While painful, these conditions will not kill you; however, chest pain after a car accident could also signify internal bleeding or lung damage. These conditions can kill you without medical treatment. Seeing a doctor about your pain after a car accident could save your life.
Acute pain after a car accident often means you have suffered an injury that doctors can treat. Doctors can treat fractured bones, torn ligaments, and other painful injuries relatively easily. Treatment and medication can relieve your pain and set you on the path to recovery.
Even if you choose not to treat your injury, your doctor can treat the pain it causes. For example, doctors can only fully treat a herniated disc with surgery to remove it, but they can relieve the pain without surgery by administering anti-inflammatory injections into the nerves irritated by the herniated disc.
Talk to a Lawyer
Many accident victims avoid seeing a doctor and getting treatment because they cannot afford it. At the same time, their painful conditions may prevent them from working, leaving them trapped: They cannot work until they get treatment but cannot get treatment unless they work.
If your car accident resulted from someone else’s negligence, find the best personal injury lawyer who can seek compensation for your injuries. This compensation will cover your medical costs to pay for treatment and therapy. In many cases, injury compensation will help you avoid both financial and health problems. An experienced car accident lawyer will provide more insight into what you can reasonably expect from the at-fault party.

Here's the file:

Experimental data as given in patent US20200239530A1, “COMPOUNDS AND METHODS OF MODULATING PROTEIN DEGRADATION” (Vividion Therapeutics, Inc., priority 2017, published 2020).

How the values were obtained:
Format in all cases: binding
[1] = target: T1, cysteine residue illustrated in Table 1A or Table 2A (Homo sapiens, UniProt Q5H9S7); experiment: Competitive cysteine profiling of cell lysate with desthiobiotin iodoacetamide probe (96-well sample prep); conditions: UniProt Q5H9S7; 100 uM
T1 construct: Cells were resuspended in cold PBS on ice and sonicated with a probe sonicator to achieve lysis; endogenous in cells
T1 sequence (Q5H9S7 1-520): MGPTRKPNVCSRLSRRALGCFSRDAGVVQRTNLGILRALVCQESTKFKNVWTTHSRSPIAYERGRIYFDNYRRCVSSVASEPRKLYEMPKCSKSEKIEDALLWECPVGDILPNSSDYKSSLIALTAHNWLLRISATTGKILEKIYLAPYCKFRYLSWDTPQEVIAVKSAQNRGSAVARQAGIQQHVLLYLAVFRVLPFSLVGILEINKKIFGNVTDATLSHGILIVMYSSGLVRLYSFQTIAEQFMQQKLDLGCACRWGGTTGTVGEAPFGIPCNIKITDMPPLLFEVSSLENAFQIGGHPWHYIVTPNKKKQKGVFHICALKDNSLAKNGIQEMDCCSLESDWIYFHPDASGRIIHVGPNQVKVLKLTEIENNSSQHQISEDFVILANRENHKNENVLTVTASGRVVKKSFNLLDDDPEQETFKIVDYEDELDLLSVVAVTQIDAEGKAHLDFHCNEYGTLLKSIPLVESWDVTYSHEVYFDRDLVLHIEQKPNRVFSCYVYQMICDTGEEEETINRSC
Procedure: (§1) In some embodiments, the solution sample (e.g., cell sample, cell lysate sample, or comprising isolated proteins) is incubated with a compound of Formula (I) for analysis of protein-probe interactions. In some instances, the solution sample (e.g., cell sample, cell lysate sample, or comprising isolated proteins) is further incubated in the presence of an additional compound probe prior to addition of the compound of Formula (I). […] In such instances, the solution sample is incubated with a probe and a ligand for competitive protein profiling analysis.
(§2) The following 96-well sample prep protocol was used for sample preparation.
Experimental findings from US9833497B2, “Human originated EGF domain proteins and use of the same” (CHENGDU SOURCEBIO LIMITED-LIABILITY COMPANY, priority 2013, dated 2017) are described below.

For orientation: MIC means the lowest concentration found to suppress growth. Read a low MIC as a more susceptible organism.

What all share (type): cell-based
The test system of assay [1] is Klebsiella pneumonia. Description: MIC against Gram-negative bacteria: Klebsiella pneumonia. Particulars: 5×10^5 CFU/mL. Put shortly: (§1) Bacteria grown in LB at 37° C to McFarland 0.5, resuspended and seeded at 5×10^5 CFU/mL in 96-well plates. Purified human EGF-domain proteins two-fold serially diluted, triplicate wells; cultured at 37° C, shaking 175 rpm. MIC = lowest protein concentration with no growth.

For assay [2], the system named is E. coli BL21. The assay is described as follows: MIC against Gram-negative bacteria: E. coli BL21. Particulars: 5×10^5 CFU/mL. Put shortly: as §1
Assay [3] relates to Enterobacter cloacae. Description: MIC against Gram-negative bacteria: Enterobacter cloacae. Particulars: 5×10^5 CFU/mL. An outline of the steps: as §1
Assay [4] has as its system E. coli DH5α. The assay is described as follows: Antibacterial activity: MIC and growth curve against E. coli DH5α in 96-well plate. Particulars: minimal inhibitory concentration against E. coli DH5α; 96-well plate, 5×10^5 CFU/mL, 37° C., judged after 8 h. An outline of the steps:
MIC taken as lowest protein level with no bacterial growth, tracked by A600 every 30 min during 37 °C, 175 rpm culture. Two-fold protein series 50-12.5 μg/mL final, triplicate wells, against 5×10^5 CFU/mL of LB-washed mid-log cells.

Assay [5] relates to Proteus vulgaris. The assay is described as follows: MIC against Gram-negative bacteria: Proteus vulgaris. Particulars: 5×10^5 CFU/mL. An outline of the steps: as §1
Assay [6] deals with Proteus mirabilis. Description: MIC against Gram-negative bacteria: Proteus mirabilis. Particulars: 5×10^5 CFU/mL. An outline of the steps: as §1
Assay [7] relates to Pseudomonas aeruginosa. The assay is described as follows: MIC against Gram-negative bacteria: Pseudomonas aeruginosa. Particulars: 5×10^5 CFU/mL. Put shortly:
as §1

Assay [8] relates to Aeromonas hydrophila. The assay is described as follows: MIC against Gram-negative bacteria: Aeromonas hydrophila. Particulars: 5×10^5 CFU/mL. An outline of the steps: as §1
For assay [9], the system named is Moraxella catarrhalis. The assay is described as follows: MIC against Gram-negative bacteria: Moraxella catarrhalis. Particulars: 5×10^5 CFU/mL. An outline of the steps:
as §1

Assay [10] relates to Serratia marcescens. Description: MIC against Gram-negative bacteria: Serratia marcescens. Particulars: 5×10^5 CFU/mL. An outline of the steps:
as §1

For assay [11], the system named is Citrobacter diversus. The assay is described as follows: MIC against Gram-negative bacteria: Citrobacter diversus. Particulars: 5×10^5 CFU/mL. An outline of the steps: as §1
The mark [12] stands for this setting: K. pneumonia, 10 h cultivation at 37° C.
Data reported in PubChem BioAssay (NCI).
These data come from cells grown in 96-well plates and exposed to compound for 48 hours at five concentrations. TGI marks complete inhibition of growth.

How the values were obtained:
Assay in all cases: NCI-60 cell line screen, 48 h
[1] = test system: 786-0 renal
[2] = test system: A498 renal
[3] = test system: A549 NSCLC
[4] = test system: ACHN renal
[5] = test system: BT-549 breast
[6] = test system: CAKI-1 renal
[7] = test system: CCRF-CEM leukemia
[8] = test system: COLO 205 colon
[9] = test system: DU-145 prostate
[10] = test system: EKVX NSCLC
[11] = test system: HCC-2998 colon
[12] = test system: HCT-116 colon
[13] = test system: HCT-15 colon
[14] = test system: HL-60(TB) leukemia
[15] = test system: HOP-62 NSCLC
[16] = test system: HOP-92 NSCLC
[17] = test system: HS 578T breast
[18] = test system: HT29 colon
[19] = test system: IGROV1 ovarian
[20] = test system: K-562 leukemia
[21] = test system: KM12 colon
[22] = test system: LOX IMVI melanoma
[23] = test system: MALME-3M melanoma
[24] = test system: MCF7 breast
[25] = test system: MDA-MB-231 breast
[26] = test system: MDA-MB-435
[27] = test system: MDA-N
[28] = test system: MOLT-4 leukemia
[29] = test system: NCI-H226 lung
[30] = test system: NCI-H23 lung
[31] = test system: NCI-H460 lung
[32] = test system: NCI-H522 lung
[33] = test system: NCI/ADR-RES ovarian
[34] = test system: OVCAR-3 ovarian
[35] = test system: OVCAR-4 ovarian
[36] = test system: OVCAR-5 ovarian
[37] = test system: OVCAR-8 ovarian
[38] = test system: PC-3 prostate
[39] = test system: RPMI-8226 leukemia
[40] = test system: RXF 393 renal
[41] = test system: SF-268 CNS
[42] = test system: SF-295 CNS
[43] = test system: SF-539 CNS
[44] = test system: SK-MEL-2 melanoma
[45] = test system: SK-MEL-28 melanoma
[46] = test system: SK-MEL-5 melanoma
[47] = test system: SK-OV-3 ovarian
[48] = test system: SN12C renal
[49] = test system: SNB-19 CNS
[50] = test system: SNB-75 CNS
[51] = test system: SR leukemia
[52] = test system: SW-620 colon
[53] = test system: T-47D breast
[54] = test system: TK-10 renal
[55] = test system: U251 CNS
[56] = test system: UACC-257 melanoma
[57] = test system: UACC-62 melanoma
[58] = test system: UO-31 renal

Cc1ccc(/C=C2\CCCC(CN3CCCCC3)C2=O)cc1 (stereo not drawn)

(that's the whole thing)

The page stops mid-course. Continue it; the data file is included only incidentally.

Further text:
Do Not Suffer from Persistent Pain
You can seek pain relief after a car accident. You may have a health insurance policy that will cover the treatment of your injuries and include medical payment coverage that will help you pay for said treatment.
You can pursue injury compensation for accidents where someone else was at fault. And if you were working as a driver when your accident happened, you might even receive workers’ comp benefits. Everything becomes more difficult when you experience persistent pain, but you probably have options for getting medical treatment. You should check into all of them, as you do not need to suffer from persistent pain needlessly.